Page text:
ECB’s Panetta: “too successful” digital euro could affect financial stability

The ECB is considering whether to issue – alongside euro banknotes – a digital euro: a digital form of money that, just like cash and unlike other means of payment, would be a claim on the central bank instead of a claim on a private intermediary.

In a speech, member of the ECB’s executive board Fabio Panetta, noted the numerous benefits of a digital euro, such as payments efficiencies and lower costs.

A digital euro, he said in the speech, would aim to support digitalization while continuing to give people choice in how they pay and ensuring their payments remain competitive and secure. It would be designed to be safe, costless, easily accessible and simple to use, thereby supporting financial inclusion. It would have the protection of privacy as a key priority, thereby helping to maintain trust in payments.

However, in the broader debate and in some responses to a public consultation by the ECB, a number of concerns have been raised about the potential impact of a digital euro on the financial system.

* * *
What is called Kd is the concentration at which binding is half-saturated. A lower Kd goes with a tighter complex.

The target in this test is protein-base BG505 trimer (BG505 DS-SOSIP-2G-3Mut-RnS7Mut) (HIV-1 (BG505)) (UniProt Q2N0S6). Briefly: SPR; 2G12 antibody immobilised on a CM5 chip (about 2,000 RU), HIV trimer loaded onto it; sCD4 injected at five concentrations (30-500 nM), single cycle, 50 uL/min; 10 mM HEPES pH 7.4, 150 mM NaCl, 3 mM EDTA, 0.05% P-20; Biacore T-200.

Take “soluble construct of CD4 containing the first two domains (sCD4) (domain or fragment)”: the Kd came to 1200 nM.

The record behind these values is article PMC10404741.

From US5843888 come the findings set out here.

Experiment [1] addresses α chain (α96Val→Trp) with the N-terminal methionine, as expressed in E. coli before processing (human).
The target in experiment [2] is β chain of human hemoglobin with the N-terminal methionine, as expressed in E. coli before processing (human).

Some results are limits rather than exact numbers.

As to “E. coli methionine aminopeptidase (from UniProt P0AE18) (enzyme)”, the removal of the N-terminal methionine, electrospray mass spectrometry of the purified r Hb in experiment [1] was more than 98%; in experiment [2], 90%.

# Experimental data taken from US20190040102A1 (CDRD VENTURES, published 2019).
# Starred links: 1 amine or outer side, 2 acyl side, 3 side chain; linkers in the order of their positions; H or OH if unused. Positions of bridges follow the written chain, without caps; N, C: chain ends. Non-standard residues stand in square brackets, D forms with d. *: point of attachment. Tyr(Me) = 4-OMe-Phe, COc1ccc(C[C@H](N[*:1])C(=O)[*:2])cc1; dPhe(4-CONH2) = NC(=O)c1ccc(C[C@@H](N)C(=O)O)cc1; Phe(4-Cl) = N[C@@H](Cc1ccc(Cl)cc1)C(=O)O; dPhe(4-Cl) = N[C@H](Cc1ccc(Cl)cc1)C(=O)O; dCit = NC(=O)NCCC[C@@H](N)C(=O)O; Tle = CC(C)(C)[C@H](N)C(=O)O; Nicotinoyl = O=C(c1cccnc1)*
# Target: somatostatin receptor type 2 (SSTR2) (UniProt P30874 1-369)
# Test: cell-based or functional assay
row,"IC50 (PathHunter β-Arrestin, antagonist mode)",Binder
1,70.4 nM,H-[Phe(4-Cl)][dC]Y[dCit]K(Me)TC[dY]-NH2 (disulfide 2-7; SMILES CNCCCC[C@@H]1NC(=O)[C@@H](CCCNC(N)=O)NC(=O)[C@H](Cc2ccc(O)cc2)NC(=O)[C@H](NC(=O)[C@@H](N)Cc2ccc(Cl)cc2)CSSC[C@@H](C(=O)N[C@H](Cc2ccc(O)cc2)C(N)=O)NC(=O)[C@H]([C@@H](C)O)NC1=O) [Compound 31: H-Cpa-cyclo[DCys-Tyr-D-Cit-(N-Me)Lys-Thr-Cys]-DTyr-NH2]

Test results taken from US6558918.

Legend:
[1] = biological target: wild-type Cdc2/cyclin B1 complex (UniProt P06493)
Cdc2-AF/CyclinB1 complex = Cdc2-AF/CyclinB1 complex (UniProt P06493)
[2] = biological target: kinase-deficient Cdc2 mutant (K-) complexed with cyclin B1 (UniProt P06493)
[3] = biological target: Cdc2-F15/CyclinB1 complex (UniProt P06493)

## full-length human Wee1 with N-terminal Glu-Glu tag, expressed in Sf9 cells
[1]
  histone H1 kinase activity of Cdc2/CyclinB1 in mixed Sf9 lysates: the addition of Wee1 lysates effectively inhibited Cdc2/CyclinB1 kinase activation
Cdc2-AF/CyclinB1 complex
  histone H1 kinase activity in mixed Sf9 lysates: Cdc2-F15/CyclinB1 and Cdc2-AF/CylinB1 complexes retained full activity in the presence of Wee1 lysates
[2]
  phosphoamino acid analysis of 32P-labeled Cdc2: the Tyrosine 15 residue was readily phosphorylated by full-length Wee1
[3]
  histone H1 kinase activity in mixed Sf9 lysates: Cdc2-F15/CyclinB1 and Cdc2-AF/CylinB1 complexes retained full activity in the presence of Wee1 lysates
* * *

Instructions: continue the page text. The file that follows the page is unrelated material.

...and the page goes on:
Paradoxically, a digital euro may prove too successful. If it is not properly designed, its main strengths – safety and liquidity – could affect monetary and financial stability on three fronts: first, financial intermediation and capital allocation in normal times; second, financial stability in times of crisis; and third, the functioning of the international financial system.

Read the full speech

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